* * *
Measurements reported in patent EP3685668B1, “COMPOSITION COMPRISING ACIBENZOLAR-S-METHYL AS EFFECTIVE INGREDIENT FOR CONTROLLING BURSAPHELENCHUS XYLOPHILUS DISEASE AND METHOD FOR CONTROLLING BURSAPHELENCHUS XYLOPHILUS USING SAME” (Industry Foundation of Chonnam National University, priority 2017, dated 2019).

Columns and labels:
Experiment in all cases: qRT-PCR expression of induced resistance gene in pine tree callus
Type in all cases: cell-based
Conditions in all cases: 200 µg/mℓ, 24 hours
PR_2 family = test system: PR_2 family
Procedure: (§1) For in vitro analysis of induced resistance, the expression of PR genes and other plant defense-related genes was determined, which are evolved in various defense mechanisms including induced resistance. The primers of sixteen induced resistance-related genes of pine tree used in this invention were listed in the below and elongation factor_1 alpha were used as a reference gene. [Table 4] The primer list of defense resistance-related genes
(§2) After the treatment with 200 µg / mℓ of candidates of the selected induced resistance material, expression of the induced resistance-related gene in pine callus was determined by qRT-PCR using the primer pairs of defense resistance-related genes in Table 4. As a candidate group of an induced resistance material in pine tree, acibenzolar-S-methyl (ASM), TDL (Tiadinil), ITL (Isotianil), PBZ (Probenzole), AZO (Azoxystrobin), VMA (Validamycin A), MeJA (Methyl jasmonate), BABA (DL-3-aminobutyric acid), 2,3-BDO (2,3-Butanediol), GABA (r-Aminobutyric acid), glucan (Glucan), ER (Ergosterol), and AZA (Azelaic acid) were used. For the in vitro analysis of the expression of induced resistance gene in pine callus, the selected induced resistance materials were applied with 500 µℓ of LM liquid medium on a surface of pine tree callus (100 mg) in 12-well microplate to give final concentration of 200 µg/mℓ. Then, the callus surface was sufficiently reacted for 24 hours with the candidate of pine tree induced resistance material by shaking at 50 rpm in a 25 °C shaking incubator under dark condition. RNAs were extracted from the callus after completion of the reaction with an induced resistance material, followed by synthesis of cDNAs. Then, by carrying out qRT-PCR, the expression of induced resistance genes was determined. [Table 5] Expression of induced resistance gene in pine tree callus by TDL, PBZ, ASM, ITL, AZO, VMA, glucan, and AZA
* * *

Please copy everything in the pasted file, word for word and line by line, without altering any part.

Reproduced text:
Measurements reported in patent EP3685668B1, “COMPOSITION COMPRISING ACIBENZOLAR-S-METHYL AS EFFECTIVE INGREDIENT FOR CONTROLLING BURSAPHELENCHUS XYLOPHILUS DISEASE AND METHOD FOR CONTROLLING BURSAPHELENCHUS XYLOPHILUS USING SAME” (Industry Foundation of Chonnam National University, priority 2017, dated 2019).

Columns and labels:
Experiment in all cases: qRT-PCR expression of induced resistance gene in pine tree callus
Type in all cases: cell-based
Conditions in all cases: 200 µg/mℓ, 24 hours
PR_2 family = test system: PR_2 family
Procedure: (§1) For in vitro analysis of induced resistance, the expression of PR genes and other plant defense-related genes was determined, which are evolved in various defense mechanisms including induced resistance. The primers of sixteen induced resistance-related genes of pine tree used in this invention were listed in the below and elongation factor_1 alpha were used as a reference gene. [Table 4] The primer list of defense resistance-related genes
(§2) After the treatment with 200 µg / mℓ of candidates of the selected induced resistance material, expression of the induced resistance-related gene in pine callus was determined by qRT-PCR using the primer pairs of defense resistance-related genes in Table 4. As a candidate group of an induced resistance material in pine tree, acibenzolar-S-methyl (ASM), TDL (Tiadinil), ITL (Isotianil), PBZ (Probenzole), AZO (Azoxystrobin), VMA (Validamycin A), MeJA (Methyl jasmonate), BABA (DL-3-aminobutyric acid), 2,3-BDO (2,3-Butanediol), GABA (r-Aminobutyric acid), glucan (Glucan), ER (Ergosterol), and AZA (Azelaic acid) were used. For the in vitro analysis of the expression of induced resistance gene in pine callus, the selected induced resistance materials were applied with 500 µℓ of LM liquid medium on a surface of pine tree callus (100 mg) in 12-well microplate to give final concentration of 200 µg/mℓ. Then, the callus surface was sufficiently reacted for 24 hours with the candidate of pine tree induced resistance material by shaking at 50 rpm in a 25 °C shaking incubator under dark condition. RNAs were extracted from the callus after completion of the reaction with an induced resistance material, followed by synthesis of cDNAs. Then, by carrying out qRT-PCR, the expression of induced resistance genes was determined. [Table 5] Expression of induced resistance gene in pine tree callus by TDL, PBZ, ASM, ITL, AZO, VMA, glucan, and AZA